The Amish and Rumschpringe

I wrote about the Old Order Amish tradition of rumschpringe in my latest newsletter. I mail out a hard copy version of my e-newsletter to those who don’t have computers, and so that list includes several Old Order Amish families. I received thank yous from the Plain community about that article and decided to post that article here.


Rumschpringe is the Pennsylvania Dutch word for “running around.” It’s a time during which Amish young people decide whether or not they’ll join the faith. It usually begins around sixteen years old, and although there isn’t an exact time it’s over, parents encourage a decision to be made during the early twenties. The community begins to feel leery of a young man or woman who remains among them but doesn’t join the faith by the mid- to late twenties. Although none of what I’ve said is written as part of their faith, it is in line with what is expected.

There seems to be a lot of misinformation out there about what a rumschpringe is. Those writing about it often state something to the effect of “The Amish raise their children strictly. Then, when those children turn sixteen, they let them run wild, letting them indulge freely in drinking, drugs, parties, sex, etc.” That is absolutely not true.


I was staying with an Old Order Amish friend last spring (and again in the fall) when an Amish holiday rolled around. Everyone had the day off, and the parents did their best to provide an outlet for the teens to get together and have fun among plenty of chaperones. The parents chipped in and bought pizza and drinks. Someone drove their horse and buggy to an agreed upon spot where the pizza man was willing to meet them to deliver the pizza. Since it was pouring rain, the parents set up volleyball nets inside a huge warehouse-type building.

This is typical of the Old Order Amish. The parents want to offer freedom and fun for their young people as well as a safe, controlled environment. They allow the teens to express their personalities. They give leeway for their energy and provide opportunities to bond with other Amish teens. Although the parents have large families and their days are spent trying to meet the needs of all their children, they do a remarkable job of providing guidance and protection for those in their time of rumschpringe.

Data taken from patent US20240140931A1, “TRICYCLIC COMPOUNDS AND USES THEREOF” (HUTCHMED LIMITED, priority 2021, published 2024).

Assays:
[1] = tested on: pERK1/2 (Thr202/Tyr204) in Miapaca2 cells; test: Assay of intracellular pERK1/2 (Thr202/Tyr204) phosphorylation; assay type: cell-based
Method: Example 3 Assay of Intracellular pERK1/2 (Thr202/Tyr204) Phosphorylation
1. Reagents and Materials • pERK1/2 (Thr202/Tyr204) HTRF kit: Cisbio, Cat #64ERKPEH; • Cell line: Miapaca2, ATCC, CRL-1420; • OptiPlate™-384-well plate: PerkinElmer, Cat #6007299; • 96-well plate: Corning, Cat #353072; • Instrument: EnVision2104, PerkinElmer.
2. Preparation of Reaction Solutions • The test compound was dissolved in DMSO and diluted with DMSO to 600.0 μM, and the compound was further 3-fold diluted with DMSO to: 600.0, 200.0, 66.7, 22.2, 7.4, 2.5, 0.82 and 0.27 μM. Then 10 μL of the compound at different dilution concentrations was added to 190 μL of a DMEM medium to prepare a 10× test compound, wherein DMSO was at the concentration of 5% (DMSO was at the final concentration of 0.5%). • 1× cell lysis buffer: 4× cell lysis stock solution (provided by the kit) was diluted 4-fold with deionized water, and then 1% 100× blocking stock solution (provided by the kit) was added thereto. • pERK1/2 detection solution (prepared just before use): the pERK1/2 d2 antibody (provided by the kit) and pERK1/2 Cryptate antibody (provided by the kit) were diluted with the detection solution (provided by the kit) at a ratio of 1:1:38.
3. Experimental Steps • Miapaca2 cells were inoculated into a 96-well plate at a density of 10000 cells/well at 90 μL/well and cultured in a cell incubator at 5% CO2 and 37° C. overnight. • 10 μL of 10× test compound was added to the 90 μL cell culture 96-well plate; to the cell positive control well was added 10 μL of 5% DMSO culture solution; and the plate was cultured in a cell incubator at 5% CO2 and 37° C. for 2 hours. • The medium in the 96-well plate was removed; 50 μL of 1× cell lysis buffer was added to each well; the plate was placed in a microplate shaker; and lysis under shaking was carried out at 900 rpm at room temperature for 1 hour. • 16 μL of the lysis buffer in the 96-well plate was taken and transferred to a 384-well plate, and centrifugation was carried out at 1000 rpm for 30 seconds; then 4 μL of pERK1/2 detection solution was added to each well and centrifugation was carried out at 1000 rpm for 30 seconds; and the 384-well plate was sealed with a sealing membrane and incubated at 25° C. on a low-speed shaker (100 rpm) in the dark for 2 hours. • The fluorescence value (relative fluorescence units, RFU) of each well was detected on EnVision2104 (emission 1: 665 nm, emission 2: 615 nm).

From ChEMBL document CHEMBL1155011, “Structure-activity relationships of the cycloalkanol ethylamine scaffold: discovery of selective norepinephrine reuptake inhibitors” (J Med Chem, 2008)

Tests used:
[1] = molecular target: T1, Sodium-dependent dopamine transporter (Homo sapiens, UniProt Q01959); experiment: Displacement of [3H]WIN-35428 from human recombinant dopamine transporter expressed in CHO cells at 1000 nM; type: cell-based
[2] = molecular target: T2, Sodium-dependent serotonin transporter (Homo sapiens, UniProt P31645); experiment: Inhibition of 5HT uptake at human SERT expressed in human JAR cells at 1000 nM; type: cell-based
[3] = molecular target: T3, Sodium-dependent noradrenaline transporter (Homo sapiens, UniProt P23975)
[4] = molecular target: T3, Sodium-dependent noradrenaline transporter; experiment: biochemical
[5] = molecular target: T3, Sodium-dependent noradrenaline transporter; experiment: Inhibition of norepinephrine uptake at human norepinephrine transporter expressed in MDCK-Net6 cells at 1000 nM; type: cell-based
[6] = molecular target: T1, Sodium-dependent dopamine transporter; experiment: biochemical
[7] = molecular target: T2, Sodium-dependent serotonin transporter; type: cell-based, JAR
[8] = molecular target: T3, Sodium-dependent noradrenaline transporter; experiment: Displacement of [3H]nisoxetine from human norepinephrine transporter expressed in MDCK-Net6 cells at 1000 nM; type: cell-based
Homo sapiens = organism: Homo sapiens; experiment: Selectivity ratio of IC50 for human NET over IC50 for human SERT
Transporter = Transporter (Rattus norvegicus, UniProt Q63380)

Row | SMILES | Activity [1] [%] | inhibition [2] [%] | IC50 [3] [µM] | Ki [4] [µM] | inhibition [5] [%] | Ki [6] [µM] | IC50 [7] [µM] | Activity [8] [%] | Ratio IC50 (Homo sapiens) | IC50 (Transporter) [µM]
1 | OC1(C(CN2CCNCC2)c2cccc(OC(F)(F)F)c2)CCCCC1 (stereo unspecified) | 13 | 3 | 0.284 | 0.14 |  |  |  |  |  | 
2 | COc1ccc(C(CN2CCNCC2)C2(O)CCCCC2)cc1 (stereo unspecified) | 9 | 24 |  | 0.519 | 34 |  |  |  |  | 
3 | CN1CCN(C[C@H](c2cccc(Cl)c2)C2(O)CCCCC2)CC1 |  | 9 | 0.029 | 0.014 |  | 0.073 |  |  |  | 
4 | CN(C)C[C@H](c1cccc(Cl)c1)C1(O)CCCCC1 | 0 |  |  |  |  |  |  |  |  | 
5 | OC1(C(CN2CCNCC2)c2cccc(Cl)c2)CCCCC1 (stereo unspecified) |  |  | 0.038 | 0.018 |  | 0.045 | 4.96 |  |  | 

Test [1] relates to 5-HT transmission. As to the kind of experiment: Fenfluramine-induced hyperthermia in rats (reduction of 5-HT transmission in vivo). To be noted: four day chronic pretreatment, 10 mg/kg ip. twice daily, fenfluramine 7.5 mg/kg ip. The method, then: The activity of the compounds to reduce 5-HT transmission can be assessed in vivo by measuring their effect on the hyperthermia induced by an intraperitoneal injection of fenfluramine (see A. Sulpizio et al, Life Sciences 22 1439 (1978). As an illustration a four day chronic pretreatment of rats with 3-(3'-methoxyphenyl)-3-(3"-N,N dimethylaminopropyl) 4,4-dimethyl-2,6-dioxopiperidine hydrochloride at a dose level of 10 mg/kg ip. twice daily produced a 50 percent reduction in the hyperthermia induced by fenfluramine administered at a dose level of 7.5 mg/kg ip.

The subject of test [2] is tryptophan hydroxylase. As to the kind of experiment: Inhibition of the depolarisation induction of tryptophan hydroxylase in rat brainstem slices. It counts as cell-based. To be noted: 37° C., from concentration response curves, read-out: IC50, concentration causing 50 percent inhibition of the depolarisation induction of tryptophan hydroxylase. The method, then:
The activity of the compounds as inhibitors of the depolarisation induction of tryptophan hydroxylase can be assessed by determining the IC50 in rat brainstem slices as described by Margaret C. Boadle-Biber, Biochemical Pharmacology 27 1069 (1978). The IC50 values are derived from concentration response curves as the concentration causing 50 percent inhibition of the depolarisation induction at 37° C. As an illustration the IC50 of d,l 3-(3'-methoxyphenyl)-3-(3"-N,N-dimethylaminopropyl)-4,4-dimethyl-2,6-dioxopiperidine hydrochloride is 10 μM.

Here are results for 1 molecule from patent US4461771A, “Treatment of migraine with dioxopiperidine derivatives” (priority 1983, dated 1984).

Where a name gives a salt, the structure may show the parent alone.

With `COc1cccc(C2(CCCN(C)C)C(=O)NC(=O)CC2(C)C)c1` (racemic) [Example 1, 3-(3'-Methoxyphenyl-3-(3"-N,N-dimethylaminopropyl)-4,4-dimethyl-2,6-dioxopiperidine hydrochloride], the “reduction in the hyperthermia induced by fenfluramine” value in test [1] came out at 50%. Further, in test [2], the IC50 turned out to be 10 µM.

Will some teens, regardless of how they’ve been raised, break free of all their parents hold dear? Yes. Does that mean the parents threw open the door to the “world” and encouraged their children to sow their wild oats while they could? No.

The true purpose of the rumschpringe is to provide a bridge between childhood and adulthood. The rumschpringe is meant to give freedom for an Amish young person to find an Amish mate. They are usually free to date anyone during this time, but it is the parents’ desire that they only date other Amish. In spite of that fervent desire, most parents give their young people the chance to see what the world outside the Amish community is like, which means those who are in rumschpringe can date non-Amish people, though their parents may or may not know about it.

We live in a free country. At eighteen, any American is free to leave home and do whatever he or she wishes as long as it isn’t illegal. In a way, the rumschpringe honors that law while providing a loving home environment in which parents pray their child will choose to join the faith.


The contest for the Amish-made wall hanging is still in progress. I’ll visit my Amish friends in May, and attend their Amish School Auction/Sale. While there I’ll purchase a wall hanging similar to the one below. It won’t have the same pattern, but the overall look will be similar. If you’d like a chance to win the item, just leave a comment below.


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